NetApp's Kidd Talks Turkey

Exec explains NetApp's changed role in NAS, GX strategy, and more

April 20, 2007

4 Min Read
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SAN DIEGO -- Storage Networking World -- Jay Kidd, SVP and GM of Network Appliance's Emerging Products Group, has clearly faced the question before.

He's ready with a thoughtful answer when we ask him why NetApp hasn't offered one operating system that has it all -- why instead, the vendor's Ontap GX has the clustering capabilities today's NAS users need, without the advanced enterprise backup features contained in Ontap 7G. (See NetApp's GX Targets HPC and NetApp Ships Data Ontap GX.)

"For enterprise customers, we chose to focus on [Ontap] 7G," he says. "GX was always intended for high performance computing environments. We are working toward convergence. But our business success has resulted from not forcing that convergence."

Kidd says NetApp's clustering capabilities, based on hardware arrays like Isilon's, aren't aimed at the enterprise space, where sales of modular storage in the form of the FAS6000 series are reportedly brisk. (See NetApp Paints Rosy Picture.)

Speaking of Isilon, Kidd dismisses any real threat from that direction, except in the media and broadcast niche. He downplays CEO Dan Warmenhoven's outburst against Isilon at the recent analyst show. "Dan's comments were, well... The point is that we won't let Isilon take the clustering space."At some point, NetApp's strategy in emerging technology, while much criticized, must be weighed against the company's performance. NetApp shipped over 100 petabytes of storage last quarter, and its anticipated growth of 28 to 30 percent, based on its ongoing strong financials. (See NetApp Reports Earnings.) So far the vendor's primary focus on enterprise customers, a focus it's sharpened in recent encounters with media and analysts, appears to be working. (See NetApp Stokes Competitive Fires and Faceoff in the Vertical.) From Kidd's perspective, it's just not wise to mess with success by jumping on passing bandwagons.

Take CDP, for instance. NetApp's competitors have made much of the fact that Ontap 7G still lacks "true" continuous data protection, despite its acquisition of Alacritus in 2005. (See NetApp Annexes Alacritus.) Kidd says Alacritus had CDP in beta when NetApp took over, but after evaluating the startup's beta progress, NetApp decided snapshotting met most customer requirements. (See NetApp Readies Virtual Tape.)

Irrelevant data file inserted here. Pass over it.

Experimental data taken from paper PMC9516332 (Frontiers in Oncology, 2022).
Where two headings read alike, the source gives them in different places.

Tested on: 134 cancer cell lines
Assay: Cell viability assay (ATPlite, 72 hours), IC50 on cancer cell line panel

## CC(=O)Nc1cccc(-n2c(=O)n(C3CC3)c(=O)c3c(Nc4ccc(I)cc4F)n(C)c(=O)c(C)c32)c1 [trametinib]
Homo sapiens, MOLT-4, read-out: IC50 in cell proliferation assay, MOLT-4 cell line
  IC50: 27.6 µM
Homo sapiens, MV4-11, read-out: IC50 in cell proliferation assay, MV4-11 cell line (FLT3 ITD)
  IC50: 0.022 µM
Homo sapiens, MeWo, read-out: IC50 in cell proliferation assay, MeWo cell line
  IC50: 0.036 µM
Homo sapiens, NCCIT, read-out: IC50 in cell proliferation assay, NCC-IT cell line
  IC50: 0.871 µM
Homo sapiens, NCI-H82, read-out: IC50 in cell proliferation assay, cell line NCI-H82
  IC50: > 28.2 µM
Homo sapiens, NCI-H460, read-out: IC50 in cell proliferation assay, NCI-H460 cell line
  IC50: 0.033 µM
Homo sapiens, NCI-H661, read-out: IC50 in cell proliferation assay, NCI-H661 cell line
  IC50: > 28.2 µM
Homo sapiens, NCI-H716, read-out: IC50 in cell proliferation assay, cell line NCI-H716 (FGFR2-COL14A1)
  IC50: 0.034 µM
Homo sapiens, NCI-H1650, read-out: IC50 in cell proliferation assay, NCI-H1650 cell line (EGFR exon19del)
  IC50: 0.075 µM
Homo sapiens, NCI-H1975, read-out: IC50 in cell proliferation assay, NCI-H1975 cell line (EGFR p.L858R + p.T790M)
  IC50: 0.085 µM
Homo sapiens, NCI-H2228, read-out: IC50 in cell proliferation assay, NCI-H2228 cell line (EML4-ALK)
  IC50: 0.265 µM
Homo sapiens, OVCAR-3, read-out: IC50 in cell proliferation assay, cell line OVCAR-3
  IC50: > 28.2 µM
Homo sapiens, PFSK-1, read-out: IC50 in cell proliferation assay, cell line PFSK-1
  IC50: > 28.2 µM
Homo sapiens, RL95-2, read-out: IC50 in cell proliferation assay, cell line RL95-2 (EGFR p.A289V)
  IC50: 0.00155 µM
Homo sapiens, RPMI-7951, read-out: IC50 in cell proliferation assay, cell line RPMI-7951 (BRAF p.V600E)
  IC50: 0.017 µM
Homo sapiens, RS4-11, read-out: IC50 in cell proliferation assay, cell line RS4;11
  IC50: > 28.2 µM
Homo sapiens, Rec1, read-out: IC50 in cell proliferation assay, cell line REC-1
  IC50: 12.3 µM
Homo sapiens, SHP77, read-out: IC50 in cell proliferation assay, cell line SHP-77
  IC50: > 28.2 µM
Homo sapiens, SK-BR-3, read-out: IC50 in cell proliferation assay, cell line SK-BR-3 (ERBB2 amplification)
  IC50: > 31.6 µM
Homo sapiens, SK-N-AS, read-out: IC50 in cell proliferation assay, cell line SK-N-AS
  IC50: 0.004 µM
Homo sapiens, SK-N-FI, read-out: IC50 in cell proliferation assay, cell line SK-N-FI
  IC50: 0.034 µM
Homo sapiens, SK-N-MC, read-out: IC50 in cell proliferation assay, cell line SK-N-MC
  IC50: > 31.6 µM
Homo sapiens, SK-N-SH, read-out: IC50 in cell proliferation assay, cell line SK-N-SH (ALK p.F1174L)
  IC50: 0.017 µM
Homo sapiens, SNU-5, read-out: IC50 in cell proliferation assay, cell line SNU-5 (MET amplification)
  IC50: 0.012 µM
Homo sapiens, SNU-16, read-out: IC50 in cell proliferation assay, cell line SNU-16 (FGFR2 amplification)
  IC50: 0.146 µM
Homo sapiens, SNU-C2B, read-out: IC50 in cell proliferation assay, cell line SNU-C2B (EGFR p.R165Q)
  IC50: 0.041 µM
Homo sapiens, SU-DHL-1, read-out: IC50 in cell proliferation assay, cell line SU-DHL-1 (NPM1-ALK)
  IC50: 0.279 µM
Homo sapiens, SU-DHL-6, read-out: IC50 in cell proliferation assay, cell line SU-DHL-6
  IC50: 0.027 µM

"For enterprise customers, control of specific points in time should be configurable, not continuous," Kidd says. "Sometimes going back to a point in time is good enough, and you don't take a performance penalty." He says the process of data restoral after an outage can actually be complicated if there are too many points in time to choose from.

Then there's data de-duplication, another trend that has failed to put some fire in NetApp's belly, even though the vendor's ASIS (Advanced Single Instance Storage) feature should emerge on the supplier's Nearstore line sometime before year's end. "With de-duplication, you've got to do it right. If you lose something in the process, you can lose everything," Kidd asserts.

This isn't to say Kidd sees a limited future for data de-duplication. Far from it. Even though ASIS will debut in Nearstore, de-dupe will be a technology that eventually finds its way into other products. "De-dupe is not just useful in backup," he says. "De-dupe in primary storage will get there." For now, though, de-duping in secondary storage makes the most sense.Indeed, secondary storage is the primary focus for NetApp NAS these days. "People are sensitive to performance in primary storage," Kidd says. A key goal for NetApp is to maintain that performance level while getting more out of secondary storage in terms of backup, archiving, and other features. This is ostensibly why NetApp bought Topio for $160 million late last year. (See NetApp Grabs Topio.) It's also why Kidd told Byte and Switch at the March NetApp analyst day that "The real opportunity there [with Topio software] is to get more and more hooks onto primary locations and replicate that onto our secondary platform."

Kidd's cautious consideration of new technologies will likely continue to draw criticsm from competitors, who insist NetApp's lagging in clustering, CDP, de-dupe, and other new technologies. He's not concerned with that opinion. In his view, adding these kinds of features for their own sake doesn't an empire make. "Once everyone checks in, storage shares won't be dramatically different than they are now," he says.

Mary Jander, Site Editor, Byte and Switch

  • Isilon Systems Inc. (Nasdaq: ISLN)

  • Network Appliance Inc.

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